This dynamic of conflict and complicity between movements and left-wing parties is particularly visible in Barcelona because the city’s long history of bottom-up organizing has produced a thick social fabric. During the institutional turn that gave way to Barcelona En Comú, the biggest risk was that the transfer of notable activists from the streets to the institutions would produce something like a “brain drain,” gutting and weakening the social movements. But a look at the social conflicts that have taken place since that turn reveals a somewhat different scenario.
Barcelona En Comú has been relatively effective in translating the demands of the social movements that its individual members came from into public policy proposals. They have been less effective in dealing with the demands of movements they had little experience with previously, such as the city’s street vendors and public transport workers. As a result, these movements have emerged as protagonists in the city’s current structure of social antagonism. How the tensions they produce are resolved remains to be seen.
In Madrid, however, there is far less complicity between the social movements and the municipal platform, and far more confrontation. Though its system of primaries was more open than Barcelona En Comú’s, the confluence of organizations that gave way to Ahora Madrid is much more fractured. Moreover, their consensus candidate, current mayor and former judge Manuela Carmena, comes from a much more institutional background than those leading municipalist platforms in other cities.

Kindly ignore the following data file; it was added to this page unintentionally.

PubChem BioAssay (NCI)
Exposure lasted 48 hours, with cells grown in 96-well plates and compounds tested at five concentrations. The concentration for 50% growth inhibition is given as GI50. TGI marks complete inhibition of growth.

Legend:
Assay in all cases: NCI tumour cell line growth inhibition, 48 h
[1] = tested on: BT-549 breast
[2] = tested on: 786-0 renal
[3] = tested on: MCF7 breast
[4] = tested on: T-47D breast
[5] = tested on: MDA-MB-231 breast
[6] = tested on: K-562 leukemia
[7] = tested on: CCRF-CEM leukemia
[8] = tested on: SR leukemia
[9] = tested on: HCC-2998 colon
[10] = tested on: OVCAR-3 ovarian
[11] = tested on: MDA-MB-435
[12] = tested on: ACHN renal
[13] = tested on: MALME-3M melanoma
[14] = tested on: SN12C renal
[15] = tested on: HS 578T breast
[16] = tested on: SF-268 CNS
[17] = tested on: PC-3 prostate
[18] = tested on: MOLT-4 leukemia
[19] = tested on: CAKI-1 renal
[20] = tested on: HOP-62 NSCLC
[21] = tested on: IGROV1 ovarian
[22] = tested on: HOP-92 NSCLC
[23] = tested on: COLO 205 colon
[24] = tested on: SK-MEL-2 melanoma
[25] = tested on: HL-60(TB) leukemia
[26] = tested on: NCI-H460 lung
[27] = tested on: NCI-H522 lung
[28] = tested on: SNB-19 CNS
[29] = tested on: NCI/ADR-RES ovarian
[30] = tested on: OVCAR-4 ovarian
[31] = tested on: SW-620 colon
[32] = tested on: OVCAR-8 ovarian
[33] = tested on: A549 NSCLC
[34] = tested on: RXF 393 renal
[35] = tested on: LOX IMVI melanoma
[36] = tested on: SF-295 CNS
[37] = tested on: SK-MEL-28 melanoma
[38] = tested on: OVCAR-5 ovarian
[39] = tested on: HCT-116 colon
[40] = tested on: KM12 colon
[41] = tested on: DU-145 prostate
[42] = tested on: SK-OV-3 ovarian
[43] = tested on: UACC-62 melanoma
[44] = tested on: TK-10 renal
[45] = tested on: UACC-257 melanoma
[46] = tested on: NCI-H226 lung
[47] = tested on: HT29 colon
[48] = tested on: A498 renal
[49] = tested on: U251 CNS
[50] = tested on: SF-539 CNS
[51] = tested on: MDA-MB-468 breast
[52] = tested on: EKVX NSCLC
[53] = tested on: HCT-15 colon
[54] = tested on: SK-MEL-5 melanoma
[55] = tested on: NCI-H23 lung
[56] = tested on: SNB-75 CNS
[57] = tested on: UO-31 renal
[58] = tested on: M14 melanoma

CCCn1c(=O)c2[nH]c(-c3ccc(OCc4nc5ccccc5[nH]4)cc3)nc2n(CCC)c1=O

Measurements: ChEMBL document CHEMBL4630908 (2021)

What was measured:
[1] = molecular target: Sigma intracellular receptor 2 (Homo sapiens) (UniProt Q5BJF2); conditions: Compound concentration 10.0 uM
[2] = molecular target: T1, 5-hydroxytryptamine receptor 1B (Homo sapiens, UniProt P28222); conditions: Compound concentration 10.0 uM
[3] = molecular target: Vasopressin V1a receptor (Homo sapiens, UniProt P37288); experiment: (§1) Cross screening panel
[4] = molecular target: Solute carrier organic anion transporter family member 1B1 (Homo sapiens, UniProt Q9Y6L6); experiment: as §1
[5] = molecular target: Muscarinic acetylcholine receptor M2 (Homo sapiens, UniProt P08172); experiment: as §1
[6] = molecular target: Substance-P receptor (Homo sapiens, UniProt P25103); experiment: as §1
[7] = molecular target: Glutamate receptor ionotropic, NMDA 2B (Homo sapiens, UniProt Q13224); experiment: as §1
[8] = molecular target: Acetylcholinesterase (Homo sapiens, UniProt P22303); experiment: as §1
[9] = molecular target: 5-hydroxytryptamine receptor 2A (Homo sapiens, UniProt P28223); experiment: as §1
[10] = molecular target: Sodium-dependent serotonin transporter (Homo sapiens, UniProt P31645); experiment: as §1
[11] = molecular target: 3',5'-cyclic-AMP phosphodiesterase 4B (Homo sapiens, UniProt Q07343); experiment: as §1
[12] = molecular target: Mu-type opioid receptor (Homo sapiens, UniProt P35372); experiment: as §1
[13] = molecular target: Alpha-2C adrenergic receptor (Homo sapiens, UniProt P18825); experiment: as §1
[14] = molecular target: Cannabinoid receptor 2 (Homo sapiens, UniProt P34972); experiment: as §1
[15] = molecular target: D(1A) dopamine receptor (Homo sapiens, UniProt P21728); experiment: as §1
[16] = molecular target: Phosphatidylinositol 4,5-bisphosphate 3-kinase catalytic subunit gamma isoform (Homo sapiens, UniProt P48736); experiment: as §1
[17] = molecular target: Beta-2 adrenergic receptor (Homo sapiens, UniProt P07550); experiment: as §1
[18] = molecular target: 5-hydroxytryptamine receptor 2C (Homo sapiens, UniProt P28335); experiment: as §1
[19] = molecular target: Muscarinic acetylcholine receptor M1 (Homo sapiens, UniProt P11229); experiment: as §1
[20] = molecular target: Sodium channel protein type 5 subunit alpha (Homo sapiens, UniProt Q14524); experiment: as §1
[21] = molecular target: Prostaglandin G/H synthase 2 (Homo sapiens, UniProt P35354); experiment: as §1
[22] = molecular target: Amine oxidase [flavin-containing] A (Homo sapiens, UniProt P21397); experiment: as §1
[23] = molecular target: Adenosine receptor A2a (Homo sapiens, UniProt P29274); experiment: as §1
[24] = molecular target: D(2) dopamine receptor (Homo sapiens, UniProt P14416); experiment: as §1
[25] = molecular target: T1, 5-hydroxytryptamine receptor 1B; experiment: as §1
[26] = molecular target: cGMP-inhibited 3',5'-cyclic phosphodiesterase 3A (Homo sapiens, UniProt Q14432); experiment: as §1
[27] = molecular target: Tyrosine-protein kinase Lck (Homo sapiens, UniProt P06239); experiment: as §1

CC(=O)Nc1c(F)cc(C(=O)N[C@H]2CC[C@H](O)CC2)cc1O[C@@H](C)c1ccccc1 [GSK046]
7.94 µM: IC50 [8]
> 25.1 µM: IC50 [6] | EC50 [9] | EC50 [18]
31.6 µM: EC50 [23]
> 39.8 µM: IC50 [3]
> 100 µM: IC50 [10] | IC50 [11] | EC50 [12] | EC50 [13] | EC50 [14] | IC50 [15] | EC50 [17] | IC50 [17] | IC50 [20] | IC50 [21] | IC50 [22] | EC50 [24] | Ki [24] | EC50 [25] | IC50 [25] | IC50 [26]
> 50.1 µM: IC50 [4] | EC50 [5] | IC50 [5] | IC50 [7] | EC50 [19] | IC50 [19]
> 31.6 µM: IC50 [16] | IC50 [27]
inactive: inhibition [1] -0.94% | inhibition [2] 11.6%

The difference shows. Carmena has bucked the party’s program on several occasions, using the cult of personality around her and Spain’s “presidentialist” model of municipal governance to isolate herself from criticism by the more radical organizations integrated into Ahora Madrid, such as Ganemos and the Anticapitalistas wing of Podemos. The most disturbing symptom of this divide is the fact that El Patio Maravillas, the squat where Ahora Madrid was conceived, is set to become a block of tourist flats. Here, the gap between the movement and the institution broke ground for the Wall of Money.
Municipalism with a Purpose
For Spain’s municipalist platforms, the problem is that municipalism on its own is not an ideology. It is a form of governance. It can just as well be capitalist or communist, totalitarian or libertarian, nationalist or internationalist. Left open, it is just a brand to fill with capital or an excuse to transfer blame to other instantiations of administrative power. Moreover, an overly simplistic understanding of municipalism risks steamrolling over the conflicts between differing types of municipalities and the power imbalances produced by decades of urbanization and globalization. This is particularly relevant when we consider the profound cultural and political cleavage that has emerged in the Global North as a result of urban extractivism, which pits progressive growing cities against nativist depopulating villages.